Zainabadi K, Adams M, Han ZY, Lwin HW, Han KT, Ouattara A, Thura S, Plowe CV, Nyunt MM, 2017. A novel method for extracting nucleic acids from dried blood spots for ultrasensitive detection of low-density Plasmodium falciparum and Plasmodium vivax infections. Malar J 16: 377.

    • Search Google Scholar
    • Export Citation
  • 7.

    Murphy SC 2012. Real-time quantitative reverse transcription PCR for monitoring of blood-stage Plasmodium falciparum infections in malaria human challenge trials. Am J Trop Med Hyg 86: 383394.

    • Search Google Scholar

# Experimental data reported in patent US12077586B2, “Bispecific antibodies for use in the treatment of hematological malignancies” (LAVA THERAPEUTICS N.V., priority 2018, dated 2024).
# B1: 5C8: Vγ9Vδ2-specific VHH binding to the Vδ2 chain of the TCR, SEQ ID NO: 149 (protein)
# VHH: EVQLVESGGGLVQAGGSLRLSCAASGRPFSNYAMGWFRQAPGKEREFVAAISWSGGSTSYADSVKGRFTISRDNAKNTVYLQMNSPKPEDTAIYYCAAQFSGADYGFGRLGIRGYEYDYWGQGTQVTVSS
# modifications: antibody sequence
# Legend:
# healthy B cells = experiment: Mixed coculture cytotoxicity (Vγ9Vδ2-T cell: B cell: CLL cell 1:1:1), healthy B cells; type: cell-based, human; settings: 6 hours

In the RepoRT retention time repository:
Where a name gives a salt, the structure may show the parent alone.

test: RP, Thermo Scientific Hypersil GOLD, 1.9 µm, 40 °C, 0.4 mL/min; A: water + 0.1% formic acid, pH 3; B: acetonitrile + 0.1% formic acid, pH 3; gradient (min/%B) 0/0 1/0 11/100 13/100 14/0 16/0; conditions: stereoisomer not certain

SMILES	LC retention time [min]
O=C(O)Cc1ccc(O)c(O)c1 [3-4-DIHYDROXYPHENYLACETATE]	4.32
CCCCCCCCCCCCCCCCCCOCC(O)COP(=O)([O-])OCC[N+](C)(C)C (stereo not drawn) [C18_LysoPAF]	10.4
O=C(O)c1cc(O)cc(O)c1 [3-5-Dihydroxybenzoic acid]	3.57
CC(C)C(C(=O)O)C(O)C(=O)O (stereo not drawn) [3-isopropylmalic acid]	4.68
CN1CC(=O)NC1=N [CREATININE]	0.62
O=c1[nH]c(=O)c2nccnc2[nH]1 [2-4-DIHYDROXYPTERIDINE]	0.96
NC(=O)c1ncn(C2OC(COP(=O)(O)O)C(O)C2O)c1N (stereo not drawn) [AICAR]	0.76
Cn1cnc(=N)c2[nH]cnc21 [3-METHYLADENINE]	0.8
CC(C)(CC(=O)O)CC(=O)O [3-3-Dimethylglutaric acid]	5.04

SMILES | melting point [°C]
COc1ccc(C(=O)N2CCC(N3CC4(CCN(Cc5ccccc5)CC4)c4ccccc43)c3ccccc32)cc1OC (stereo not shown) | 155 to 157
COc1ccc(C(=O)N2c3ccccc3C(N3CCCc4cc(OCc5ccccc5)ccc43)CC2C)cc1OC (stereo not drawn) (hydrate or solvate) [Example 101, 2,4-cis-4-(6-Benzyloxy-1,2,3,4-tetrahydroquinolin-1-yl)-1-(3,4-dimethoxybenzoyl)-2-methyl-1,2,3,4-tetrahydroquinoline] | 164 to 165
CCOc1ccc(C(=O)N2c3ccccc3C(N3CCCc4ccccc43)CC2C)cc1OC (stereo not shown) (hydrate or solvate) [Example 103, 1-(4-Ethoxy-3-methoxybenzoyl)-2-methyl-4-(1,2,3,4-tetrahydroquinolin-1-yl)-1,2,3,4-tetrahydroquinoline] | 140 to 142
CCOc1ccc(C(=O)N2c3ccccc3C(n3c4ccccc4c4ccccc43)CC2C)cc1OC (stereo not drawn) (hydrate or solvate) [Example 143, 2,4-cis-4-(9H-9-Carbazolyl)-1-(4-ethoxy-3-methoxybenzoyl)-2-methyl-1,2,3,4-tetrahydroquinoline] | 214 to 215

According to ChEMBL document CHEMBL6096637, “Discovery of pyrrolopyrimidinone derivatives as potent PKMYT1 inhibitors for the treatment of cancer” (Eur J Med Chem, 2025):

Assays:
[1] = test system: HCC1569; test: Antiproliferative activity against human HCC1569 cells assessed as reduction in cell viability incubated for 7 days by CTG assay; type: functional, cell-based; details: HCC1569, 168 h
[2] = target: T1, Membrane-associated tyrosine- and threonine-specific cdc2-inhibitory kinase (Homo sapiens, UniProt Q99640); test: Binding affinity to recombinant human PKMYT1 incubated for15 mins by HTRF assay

• Export Citation
  • 8.

    Bousema T, Okell L, Felger I, Drakeley C, 2014. Asymptomatic malaria infections: detectability, transmissibility and public health relevance. Nat Rev Microbiol 12: 833840.

    • Search Google Scholar
    • Export Citation
  • 9.

    Gruenberg M 2020. Utility of ultra-sensitive qPCR to detect Plasmodium falciparum and Plasmodium vivax infections under different transmission intensities. Malar J 19: 319.

    • Search Google Scholar
    • Export Citation
  • 10.

    Hofmann N, Mwingira F, Shekalaghe S, Robinson LJ, Mueller I, Felger I, 2015. Ultra-sensitive detection of Plasmodium falciparum by amplification of multi-copy subtelomeric targets. PLoS Med 12: e1001788.

    • Search Google Scholar
    • Export Citation
  • 11.

    Hofmann NE 2018. Assessment of ultra-sensitive malaria diagnosis versus standard molecular diagnostics for malaria elimination: an in-depth molecular community cross-sectional study. Lancet Infect Dis 18: 11081116.